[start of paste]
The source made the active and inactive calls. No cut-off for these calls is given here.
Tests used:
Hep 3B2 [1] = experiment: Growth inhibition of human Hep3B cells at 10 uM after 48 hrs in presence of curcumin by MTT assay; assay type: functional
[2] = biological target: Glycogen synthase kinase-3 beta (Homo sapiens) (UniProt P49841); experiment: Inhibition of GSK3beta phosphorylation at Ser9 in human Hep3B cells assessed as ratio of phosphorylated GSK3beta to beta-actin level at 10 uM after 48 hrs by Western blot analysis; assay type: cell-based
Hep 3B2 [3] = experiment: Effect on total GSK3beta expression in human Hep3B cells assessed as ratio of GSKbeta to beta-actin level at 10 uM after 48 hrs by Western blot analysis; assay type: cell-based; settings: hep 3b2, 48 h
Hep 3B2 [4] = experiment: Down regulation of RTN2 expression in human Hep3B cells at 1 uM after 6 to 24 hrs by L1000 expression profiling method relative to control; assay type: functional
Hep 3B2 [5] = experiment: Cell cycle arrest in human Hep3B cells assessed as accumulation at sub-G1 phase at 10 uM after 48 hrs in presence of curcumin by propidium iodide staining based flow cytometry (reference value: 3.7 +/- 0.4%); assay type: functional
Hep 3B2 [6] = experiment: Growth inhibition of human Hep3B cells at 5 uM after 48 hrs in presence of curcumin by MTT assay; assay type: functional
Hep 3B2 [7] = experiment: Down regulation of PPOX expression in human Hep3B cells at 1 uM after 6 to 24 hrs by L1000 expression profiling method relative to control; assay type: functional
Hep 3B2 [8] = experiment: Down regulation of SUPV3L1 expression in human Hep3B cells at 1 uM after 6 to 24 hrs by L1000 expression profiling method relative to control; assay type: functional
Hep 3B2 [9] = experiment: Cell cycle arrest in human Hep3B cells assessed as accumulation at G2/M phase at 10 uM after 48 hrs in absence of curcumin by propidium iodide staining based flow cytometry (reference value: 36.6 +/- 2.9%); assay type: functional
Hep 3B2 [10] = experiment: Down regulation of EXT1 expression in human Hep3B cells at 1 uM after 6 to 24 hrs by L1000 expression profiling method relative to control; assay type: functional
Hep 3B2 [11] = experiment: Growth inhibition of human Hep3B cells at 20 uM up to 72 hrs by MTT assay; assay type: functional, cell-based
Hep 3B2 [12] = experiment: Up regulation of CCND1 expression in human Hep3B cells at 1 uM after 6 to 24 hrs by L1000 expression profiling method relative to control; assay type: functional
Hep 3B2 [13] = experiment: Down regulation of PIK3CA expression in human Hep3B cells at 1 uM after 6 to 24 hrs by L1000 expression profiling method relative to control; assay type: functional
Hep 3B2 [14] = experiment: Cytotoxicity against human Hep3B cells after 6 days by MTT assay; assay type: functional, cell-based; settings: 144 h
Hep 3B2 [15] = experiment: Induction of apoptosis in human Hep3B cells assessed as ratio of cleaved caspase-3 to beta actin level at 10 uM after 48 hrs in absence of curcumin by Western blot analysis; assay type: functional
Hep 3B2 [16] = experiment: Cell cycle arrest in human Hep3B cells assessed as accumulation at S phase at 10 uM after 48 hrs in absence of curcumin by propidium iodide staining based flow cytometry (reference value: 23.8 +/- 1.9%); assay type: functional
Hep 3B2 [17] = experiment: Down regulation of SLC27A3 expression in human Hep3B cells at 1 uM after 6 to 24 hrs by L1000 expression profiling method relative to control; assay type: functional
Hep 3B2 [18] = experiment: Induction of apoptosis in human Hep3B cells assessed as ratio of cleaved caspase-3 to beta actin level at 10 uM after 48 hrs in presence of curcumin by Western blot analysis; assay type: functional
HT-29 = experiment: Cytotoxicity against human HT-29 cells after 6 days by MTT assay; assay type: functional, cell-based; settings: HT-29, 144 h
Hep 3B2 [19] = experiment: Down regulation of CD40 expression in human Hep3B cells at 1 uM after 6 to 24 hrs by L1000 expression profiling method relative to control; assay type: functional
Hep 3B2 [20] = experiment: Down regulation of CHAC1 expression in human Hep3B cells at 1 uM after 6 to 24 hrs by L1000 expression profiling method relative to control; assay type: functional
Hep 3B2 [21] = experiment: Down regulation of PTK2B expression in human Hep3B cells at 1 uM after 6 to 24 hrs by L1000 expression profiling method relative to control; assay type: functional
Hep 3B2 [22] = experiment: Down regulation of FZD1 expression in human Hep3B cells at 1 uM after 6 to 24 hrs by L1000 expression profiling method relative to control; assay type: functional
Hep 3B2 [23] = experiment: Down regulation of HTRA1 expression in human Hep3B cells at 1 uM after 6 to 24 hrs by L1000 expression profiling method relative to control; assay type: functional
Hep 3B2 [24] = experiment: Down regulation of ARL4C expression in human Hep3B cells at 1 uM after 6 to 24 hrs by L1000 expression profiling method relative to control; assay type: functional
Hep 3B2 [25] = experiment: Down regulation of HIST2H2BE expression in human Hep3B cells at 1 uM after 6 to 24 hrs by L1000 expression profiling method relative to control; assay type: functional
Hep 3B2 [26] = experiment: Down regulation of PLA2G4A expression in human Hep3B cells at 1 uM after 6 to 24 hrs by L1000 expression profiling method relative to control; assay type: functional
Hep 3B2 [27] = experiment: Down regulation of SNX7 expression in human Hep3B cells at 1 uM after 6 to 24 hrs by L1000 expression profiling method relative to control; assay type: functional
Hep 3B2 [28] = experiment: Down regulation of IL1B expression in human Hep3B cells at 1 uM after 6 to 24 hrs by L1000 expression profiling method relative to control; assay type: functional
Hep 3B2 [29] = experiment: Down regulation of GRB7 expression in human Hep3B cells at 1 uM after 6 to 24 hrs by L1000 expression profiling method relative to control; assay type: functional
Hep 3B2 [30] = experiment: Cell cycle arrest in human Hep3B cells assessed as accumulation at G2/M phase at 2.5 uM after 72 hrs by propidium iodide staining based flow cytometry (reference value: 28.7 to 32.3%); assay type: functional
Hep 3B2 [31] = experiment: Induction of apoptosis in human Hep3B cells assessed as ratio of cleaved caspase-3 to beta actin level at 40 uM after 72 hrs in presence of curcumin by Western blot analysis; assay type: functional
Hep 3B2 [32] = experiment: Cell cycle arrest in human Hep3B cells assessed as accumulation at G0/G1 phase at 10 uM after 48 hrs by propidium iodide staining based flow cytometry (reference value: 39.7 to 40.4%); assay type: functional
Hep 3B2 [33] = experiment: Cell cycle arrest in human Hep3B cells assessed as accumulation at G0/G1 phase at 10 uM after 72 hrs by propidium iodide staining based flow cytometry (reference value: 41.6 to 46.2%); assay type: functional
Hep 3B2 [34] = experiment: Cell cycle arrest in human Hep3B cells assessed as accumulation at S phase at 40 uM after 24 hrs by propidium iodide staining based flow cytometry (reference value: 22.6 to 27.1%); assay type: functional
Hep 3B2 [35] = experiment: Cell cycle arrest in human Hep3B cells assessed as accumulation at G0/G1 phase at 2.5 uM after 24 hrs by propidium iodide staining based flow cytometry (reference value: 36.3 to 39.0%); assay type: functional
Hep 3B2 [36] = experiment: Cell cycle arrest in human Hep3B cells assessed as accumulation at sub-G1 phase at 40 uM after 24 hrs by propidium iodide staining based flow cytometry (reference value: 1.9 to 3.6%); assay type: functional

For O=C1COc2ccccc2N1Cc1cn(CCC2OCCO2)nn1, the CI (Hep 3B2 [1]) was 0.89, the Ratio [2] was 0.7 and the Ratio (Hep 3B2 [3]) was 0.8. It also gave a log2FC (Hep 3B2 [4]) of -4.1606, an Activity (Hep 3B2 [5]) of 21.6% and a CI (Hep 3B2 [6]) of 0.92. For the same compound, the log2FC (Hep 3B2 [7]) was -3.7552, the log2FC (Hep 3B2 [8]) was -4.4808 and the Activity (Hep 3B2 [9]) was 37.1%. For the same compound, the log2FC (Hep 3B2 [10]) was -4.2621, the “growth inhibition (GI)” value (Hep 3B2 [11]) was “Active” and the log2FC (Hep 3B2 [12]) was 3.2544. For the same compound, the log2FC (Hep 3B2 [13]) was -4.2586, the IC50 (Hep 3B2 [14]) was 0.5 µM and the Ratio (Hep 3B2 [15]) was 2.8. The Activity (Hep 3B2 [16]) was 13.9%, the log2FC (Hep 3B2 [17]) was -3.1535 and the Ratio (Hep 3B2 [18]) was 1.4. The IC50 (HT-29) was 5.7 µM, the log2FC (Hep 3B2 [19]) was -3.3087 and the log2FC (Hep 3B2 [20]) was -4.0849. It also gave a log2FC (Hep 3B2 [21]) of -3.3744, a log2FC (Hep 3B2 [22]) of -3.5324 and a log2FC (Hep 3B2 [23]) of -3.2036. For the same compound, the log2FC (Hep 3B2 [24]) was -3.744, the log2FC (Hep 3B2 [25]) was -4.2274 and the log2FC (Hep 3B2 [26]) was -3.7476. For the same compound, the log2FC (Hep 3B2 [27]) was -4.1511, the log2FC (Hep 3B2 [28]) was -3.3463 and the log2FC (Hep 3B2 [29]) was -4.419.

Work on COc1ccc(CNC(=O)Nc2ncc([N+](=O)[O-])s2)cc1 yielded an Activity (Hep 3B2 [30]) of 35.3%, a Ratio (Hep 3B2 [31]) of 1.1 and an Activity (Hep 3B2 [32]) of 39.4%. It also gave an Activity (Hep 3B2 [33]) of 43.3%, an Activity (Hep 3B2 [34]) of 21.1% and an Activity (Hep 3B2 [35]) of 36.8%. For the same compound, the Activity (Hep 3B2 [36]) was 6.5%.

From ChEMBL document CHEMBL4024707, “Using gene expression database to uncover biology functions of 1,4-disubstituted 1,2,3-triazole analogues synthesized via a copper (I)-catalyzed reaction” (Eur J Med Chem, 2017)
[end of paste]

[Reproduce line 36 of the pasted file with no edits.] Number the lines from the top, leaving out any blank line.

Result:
Hep 3B2 [33] = experiment: Cell cycle arrest in human Hep3B cells assessed as accumulation at G0/G1 phase at 10 uM after 72 hrs by propidium iodide staining based flow cytometry (reference value: 41.6 to 46.2%); assay type: functional